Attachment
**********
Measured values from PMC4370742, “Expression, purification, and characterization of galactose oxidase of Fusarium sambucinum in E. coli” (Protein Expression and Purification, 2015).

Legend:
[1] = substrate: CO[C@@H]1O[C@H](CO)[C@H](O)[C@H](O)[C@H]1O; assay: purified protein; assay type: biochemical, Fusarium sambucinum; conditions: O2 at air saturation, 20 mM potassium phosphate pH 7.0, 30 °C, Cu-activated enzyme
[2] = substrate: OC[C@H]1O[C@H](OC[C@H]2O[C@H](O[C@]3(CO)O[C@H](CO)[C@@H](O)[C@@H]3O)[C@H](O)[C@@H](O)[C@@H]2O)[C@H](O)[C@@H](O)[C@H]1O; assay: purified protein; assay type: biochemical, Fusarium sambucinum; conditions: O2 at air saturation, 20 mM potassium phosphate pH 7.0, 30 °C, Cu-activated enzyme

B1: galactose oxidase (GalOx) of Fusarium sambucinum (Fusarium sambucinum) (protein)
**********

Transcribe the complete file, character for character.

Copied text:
Measured values from PMC4370742, “Expression, purification, and characterization of galactose oxidase of Fusarium sambucinum in E. coli” (Protein Expression and Purification, 2015).

Legend:
[1] = substrate: CO[C@@H]1O[C@H](CO)[C@H](O)[C@H](O)[C@H]1O; assay: purified protein; assay type: biochemical, Fusarium sambucinum; conditions: O2 at air saturation, 20 mM potassium phosphate pH 7.0, 30 °C, Cu-activated enzyme
[2] = substrate: OC[C@H]1O[C@H](OC[C@H]2O[C@H](O[C@]3(CO)O[C@H](CO)[C@@H](O)[C@@H]3O)[C@H](O)[C@@H](O)[C@@H]2O)[C@H](O)[C@@H](O)[C@H]1O; assay: purified protein; assay type: biochemical, Fusarium sambucinum; conditions: O2 at air saturation, 20 mM potassium phosphate pH 7.0, 30 °C, Cu-activated enzyme

B1: galactose oxidase (GalOx) of Fusarium sambucinum (Fusarium sambucinum) (protein)